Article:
Affordable ways will be found for future generations to take advantage of post secondary education, but it won’t look like the way it does today. Aside from universities, community colleges will increasingly provide entry to the work force for well paying jobs using online learning and combining the instruction which both sets of institutions provide. The flexibility offered to students in terms of timing and costs will reduce the financial barriers which they their grandparents and parents may face.
When a twelve year old schoolgirl from Pakistan appears on a panel with Bill Gates, the President of MIT and Larry Summers at a session of the 2013 Davos World Economic Forum, it is probably worth taking note. The topic for discussion was the future for distance education and online learning, and can be viewed at http://www.youtube.com/watch?v=25PG4qTRU4g
As backdrop, distance education is not new but the means of delivery is, and will likely have a major impact on how education services are delivered, the opportunities for teachers and students, and the undertaking and distribution of research findings. When the full impact will be felt is unknown, as Larry Summers stresses in the video, since the idea and practice is not new.
Correspondence courses, the Open University in the UK, MIT open courseware, courses delivered on television with tapes available for replay at the students’ convenience are all examples of the lecture component of distance education. The difference today is that the Internet provides a means of delivery which magnifies the opportunities for connecting the best teachers with students anywhere in the world who have access to the technology. Not everyone does, but this population is growing rapidly. It seems surprising that the education industry has been slow to adapt to the opportunities, or perhaps it sees them as threats. Less teachers may be needed and those like myself who enjoyed a tenured existence will find diminished opportunities. Governments may however experience cost savings.
Present and future
Online learning is a branch of distance education. It can apply to all stages of education but is discussed here in terms of post secondary education especially at universities and colleges. These institutions offer a package of services, teaching, with courses/seminars/laboratories and research. Onsite education provides accommodation and meals plus a whole range of activities such as sports, clubs and various forms of organized and casual social activities. For payment purposes these are all bundled together and some private universities will charge over $50,000 a year for the onsite experience. The parts can now be more easily unbundled and priced separately. Publicly funded universities may cost the student less in terms of fees with the balance paid for from taxation, and sources like foundations.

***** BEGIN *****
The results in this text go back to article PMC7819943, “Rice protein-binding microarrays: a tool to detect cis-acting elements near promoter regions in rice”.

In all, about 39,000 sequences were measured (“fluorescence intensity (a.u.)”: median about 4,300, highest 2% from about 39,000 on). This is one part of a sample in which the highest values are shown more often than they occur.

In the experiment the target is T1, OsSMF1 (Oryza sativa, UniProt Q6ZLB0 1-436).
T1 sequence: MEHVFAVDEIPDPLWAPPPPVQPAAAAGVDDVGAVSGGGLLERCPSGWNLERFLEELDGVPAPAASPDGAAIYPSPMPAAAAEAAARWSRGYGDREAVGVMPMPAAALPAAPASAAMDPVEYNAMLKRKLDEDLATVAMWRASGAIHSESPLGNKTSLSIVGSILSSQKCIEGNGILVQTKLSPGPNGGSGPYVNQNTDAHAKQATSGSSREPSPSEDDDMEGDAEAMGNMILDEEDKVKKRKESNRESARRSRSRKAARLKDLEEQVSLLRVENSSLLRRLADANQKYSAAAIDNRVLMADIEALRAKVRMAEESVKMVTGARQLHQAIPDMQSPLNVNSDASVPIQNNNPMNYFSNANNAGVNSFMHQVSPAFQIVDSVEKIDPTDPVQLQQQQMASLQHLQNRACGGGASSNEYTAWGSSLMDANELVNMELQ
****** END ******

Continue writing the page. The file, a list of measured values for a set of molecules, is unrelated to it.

Universities supply classroom instruction with assignments and laboratories depending on the discipline. These can be offered separately from accommodation and other aspects of student life. And the student’s experience will differ as does taking a correspondence course at home versus on campus with lectures and accommodation. What is likely to change with internet technology is the delivery of the courses, with students able to design the timing and location of their coursework, and arranging to participate in other aspects of student life in ways which may not involve a university or college.
The interaction of students on campus can be replaced in part by online interaction, which some instructors have found to be a positive learning experience for themselves as well as their students. The students teach each other and the instructor becomes aware of what aspects of the instruction need to be improved.
By unbundling the university experience, the students can pick and pay for what they want and can afford. Providing credentials for the courses taken will be an important part of the process, and ultimately the market will decide which courses are worth higher salaries. Even today, the university brand name is most important for the initial job, and after that it depends on a person’s performance.
A frequent comment about online courses is that it is not the same as an on campus experience. Clearly true, but new possibilities open up for those who cannot afford to attend a campus, and for students anywhere in the world who have internet connections. One of the robust findings of development economics is that development is positively correlated with female education. If the same is true for both sexes, then the prospects may be improved for those presently living in poverty.
Universities also provide research output valuable to society. Those faculty capable of producing the best research may not be the best teachers so that experimentation with the technology will be required to provide both outputs.
A business model
Experimentation is underway to develop a business model for online learning. Some like Athabaska University in Northern BC offer only online courses and require students to pay upfront to take the course. Others provide the courses for free, but require payment to take the exam and receive a course credit. If provided by a private firm, the credit may or may not be accepted by an employer, but in at least one instance a university has accepted for credit a privately supplied online course. At the University of Wisconsin students requiring to complete their course credits can take online courses and never attend the university for these in order to gain a degree. Undoubtedly, further models will be tried and a number may turn out to be cost effective as students and universities become familiar with the offerings, and learn from the experiences of others.